Parker v. Figure “8” Beach Homeowners' Association, Inc.

170 N.C. App. 145, 611 S.E.2d 874 (2005)

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Parker v. Figure “8” Beach Homeowners’ Association, Inc.

North Carolina Court of Appeals
170 N.C. App. 145, 611 S.E.2d 874 (2005)

Facts

Figure 8 Island, a privately owned island off the coast of North Carolina, was governed by the bylaws and restrictive covenants of the Figure “8” Beach Homeowners’ Association, Inc. (HOA) (defendant). The covenants required the island’s property owners, all of whom were members of the HOA, to pay annual assessments in an amount determined by the HOA board. The covenants also allowed the board to levy additional assessments as it deemed necessary, subject to a requirement that a majority of HOA members approve any additional assessment in excess of $60,000. The covenants allowed the HOA to use assessments for a variety of purposes, including the maintenance and improvement of waterways, channel dredging and beach renourishment, and payment of governmental charges of all kinds and descriptions. The declaration of covenants included maps identifying several areas to be dredged and maintained using assessed funds. In 2001, the HOA proposed a costly special assessment to assist local municipalities with the dredging and maintenance of Mason Inlet, a local waterway that was to be relocated to provide residents with improved access to the Atlantic Ocean. The HOA voted on the assessment using a ballot that explained the potential cost of the dredging and informed the members that maintenance of the relocated inlet would require 30 years of regular dredging. A majority of the HOA members approved the special assessment, despite the fact that Mason Inlet was not expressly identified by the covenants as an area to be dredged. Raymond Clifton Parker (plaintiff), a resident of Figure 8 Island, sued to have the assessment annulled. Parker argued that Mason Inlet was not identified in the covenants as a community area requiring maintenance and thus it could not have been intended to be included in the covenants’ maintenance provisions. The trial court granted the HOA’s motion for summary judgment, and Parker appealed.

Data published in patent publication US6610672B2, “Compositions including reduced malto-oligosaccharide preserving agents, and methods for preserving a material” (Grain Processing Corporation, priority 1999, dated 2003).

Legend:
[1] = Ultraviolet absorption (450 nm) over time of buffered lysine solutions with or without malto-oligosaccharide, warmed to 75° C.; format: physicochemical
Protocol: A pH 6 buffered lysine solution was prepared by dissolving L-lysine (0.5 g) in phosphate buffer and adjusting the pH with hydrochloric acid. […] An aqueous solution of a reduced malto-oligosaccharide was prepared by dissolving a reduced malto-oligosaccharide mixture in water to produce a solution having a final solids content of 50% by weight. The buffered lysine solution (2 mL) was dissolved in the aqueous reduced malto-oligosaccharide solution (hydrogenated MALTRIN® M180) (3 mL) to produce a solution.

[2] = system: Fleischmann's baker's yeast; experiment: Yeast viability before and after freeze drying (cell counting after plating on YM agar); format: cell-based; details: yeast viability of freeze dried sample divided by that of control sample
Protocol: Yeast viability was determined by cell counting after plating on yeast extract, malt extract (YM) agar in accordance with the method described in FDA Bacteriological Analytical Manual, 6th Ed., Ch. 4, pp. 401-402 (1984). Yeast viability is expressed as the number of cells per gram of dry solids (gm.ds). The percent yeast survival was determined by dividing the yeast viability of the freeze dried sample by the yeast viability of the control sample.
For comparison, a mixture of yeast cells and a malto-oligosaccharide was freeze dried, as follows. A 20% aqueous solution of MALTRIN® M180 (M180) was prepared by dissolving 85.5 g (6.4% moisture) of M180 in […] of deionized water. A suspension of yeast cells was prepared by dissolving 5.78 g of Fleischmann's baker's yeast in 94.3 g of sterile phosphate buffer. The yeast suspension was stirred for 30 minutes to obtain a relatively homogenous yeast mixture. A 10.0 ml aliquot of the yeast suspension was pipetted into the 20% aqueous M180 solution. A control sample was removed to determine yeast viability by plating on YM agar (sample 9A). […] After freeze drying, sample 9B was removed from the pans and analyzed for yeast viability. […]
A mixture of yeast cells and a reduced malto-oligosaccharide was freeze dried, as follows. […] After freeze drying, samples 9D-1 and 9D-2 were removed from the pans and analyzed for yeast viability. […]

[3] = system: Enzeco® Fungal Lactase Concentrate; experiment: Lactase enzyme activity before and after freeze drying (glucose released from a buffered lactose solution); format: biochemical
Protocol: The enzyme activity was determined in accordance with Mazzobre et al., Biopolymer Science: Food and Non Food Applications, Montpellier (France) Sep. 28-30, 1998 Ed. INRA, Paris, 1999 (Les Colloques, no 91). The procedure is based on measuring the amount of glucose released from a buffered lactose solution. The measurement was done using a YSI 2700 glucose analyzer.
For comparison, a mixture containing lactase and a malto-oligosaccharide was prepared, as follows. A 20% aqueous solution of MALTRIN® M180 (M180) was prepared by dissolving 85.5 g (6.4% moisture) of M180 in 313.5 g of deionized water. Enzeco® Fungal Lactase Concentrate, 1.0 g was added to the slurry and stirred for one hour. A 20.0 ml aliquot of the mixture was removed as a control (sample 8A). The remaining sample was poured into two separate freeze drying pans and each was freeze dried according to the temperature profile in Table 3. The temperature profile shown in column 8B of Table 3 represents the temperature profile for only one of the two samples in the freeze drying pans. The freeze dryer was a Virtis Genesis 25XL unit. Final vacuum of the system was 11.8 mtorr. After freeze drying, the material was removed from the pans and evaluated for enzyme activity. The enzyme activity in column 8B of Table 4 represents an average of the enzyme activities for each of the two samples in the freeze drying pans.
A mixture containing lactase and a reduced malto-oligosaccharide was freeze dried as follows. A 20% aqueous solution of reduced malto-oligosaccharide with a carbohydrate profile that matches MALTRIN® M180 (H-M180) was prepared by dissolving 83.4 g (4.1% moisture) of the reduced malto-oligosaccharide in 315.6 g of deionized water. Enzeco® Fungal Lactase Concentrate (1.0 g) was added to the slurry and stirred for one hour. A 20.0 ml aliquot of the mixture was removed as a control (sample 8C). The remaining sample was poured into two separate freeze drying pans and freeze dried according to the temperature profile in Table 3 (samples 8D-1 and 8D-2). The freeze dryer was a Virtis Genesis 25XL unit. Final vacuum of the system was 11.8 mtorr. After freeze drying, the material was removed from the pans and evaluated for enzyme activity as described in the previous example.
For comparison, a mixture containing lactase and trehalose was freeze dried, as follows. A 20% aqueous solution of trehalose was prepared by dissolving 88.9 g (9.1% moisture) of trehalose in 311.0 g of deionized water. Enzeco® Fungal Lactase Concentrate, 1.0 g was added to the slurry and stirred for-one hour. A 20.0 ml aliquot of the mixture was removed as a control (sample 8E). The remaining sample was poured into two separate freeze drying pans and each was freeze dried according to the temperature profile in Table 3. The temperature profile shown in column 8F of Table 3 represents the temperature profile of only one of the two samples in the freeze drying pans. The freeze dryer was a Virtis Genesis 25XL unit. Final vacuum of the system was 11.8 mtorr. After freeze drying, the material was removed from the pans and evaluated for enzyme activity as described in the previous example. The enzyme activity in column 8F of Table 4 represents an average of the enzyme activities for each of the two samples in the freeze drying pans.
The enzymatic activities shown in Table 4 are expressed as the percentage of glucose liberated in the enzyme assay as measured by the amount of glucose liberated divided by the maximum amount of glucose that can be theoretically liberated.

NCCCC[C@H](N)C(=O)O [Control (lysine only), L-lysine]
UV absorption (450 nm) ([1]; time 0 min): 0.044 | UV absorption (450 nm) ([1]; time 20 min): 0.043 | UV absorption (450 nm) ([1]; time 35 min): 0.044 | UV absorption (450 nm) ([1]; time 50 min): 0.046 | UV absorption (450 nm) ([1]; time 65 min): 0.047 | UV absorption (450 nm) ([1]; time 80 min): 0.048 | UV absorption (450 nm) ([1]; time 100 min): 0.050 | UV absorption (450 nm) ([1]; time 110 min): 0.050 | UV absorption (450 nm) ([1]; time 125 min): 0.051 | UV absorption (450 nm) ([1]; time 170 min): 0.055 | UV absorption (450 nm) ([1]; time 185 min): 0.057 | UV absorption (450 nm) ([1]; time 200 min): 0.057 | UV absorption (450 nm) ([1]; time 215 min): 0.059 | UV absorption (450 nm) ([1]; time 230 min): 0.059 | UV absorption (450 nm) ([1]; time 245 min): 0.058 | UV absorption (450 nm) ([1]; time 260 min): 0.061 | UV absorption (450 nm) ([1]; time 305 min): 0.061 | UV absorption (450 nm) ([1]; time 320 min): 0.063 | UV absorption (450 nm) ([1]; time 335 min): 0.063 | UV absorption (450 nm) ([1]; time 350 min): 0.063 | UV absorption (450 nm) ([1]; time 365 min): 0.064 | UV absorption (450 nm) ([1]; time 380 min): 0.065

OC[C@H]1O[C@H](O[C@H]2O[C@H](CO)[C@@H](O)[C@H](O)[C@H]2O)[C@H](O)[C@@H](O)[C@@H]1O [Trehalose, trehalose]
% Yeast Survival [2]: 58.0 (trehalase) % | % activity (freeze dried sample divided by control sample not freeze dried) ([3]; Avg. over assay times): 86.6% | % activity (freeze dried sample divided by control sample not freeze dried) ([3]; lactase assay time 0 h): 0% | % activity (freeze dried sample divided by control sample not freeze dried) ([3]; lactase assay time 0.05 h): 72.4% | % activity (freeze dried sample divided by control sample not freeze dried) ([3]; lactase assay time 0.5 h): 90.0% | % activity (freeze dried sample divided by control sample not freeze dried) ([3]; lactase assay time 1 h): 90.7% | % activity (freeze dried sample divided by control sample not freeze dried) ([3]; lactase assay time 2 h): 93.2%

Rule of Law

Issue

Holding and Reasoning (Hudson, J.)

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